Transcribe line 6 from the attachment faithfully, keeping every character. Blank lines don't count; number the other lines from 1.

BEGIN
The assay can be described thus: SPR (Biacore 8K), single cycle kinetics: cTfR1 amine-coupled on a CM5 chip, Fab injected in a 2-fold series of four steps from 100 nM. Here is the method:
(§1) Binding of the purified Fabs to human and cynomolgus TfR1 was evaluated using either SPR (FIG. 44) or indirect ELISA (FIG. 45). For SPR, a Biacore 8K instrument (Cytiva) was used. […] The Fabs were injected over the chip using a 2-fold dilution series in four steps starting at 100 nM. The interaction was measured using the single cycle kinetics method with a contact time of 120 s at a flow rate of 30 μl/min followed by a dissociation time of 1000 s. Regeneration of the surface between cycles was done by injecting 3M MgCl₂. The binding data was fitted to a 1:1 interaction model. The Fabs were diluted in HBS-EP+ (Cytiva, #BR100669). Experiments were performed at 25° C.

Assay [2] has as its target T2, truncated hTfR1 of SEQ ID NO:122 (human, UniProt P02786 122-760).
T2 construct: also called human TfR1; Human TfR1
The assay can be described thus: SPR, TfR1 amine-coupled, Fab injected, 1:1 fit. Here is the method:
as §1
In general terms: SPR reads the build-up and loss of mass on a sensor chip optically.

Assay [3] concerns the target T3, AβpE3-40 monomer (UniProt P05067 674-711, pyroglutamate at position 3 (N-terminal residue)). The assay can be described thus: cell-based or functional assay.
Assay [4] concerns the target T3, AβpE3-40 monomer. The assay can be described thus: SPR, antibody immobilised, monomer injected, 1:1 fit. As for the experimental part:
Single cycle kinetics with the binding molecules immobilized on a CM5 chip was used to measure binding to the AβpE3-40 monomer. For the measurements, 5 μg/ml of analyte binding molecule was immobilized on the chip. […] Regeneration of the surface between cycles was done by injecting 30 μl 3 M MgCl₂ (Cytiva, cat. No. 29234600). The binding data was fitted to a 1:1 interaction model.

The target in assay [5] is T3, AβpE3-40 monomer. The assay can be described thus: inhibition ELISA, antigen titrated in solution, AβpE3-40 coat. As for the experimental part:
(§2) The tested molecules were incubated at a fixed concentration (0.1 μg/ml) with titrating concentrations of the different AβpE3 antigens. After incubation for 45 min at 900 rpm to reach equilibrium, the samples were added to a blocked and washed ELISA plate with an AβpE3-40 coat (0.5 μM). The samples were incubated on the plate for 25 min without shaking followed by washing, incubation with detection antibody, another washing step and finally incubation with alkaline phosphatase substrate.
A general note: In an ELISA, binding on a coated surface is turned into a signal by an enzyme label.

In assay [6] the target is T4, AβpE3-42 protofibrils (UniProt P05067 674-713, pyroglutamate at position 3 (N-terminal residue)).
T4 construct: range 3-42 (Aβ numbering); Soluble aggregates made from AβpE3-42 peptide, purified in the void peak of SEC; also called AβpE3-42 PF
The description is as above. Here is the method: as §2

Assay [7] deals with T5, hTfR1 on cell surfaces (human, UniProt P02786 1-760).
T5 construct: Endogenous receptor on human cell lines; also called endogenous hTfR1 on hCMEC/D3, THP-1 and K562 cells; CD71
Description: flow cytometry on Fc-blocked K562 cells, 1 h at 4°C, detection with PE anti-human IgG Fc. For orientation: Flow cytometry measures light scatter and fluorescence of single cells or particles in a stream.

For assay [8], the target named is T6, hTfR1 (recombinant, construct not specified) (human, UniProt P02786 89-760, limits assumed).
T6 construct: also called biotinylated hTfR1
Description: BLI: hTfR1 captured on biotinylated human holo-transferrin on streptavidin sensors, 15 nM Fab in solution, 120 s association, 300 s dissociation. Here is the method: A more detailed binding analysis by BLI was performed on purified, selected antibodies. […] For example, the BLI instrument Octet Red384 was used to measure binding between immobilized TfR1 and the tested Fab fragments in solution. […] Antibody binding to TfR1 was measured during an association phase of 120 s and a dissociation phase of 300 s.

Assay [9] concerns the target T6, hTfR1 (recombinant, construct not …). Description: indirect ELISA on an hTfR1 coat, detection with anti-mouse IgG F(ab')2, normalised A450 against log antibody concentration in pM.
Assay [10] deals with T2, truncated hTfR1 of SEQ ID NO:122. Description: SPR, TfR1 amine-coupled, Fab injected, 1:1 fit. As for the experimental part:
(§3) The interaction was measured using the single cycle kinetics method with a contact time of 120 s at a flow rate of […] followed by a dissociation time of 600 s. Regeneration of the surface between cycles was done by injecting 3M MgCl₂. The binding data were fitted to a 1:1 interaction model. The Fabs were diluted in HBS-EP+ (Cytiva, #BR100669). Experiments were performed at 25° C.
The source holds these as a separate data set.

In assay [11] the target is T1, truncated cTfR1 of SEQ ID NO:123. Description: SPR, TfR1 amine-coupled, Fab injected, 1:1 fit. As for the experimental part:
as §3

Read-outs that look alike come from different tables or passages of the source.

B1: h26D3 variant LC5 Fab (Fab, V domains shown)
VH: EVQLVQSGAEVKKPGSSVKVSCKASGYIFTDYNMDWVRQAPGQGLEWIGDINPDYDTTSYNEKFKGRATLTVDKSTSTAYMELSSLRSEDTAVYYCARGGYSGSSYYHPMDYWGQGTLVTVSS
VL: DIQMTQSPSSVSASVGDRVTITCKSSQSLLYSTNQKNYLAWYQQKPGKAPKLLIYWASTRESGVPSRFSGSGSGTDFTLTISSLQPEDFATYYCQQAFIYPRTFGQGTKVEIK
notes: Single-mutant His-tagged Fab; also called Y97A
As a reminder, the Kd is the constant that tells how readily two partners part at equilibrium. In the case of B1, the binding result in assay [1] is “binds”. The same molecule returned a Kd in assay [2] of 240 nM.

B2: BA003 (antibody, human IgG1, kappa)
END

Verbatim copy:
as §1